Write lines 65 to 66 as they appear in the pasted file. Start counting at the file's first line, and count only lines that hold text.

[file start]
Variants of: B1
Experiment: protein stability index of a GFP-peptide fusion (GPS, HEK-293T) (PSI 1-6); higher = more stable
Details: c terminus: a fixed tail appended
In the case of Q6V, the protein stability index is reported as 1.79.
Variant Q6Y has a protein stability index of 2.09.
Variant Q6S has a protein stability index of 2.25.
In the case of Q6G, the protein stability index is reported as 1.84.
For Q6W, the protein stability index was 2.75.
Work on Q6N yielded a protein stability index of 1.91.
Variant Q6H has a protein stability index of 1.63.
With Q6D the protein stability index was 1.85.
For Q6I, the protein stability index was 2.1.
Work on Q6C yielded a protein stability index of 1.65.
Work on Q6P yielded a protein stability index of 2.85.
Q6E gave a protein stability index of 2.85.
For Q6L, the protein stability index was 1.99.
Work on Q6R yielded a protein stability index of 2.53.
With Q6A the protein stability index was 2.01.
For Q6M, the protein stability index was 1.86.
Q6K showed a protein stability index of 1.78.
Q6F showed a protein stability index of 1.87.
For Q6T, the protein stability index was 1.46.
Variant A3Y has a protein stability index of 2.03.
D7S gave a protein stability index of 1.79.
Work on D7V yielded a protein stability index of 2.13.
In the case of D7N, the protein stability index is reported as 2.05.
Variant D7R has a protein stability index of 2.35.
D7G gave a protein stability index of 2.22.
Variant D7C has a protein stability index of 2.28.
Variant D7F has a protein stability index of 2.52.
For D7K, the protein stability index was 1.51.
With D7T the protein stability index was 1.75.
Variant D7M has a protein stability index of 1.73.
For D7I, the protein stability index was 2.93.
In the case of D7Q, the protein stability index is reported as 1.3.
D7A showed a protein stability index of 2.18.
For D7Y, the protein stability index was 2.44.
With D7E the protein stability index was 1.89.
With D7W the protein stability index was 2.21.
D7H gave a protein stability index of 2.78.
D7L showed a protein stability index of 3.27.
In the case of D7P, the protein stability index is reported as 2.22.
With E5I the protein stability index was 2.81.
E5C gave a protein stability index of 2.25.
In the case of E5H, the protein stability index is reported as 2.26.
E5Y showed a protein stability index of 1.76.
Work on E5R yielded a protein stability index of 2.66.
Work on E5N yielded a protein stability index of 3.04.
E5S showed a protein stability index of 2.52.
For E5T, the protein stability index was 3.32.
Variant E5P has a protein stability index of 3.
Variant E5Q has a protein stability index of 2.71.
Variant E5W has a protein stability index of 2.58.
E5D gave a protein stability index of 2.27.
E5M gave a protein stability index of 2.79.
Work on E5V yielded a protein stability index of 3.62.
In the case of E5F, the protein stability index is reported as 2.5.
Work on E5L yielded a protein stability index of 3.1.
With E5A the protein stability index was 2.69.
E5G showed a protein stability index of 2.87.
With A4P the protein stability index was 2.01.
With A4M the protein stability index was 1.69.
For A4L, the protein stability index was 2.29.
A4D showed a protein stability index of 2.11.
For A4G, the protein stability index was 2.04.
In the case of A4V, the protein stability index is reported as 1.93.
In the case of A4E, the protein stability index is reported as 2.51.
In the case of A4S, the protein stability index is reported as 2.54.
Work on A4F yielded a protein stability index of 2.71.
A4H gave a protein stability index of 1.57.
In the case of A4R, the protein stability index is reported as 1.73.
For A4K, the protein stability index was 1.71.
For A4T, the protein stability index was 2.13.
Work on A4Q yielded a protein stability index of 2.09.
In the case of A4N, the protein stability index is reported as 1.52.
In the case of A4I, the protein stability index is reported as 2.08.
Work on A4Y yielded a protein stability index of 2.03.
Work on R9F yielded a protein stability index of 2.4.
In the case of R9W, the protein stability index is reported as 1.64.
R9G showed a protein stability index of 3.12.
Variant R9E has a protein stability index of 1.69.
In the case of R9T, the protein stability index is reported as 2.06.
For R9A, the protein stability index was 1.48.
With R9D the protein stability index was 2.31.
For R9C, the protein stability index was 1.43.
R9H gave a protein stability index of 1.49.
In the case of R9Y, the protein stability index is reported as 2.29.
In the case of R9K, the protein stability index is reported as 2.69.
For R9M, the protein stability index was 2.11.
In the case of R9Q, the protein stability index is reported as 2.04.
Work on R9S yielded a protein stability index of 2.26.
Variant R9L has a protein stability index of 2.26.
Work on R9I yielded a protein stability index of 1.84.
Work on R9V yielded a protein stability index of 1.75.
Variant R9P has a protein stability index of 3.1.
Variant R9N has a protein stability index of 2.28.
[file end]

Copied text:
For A4G, the protein stability index was 2.04.
In the case of A4V, the protein stability index is reported as 1.93.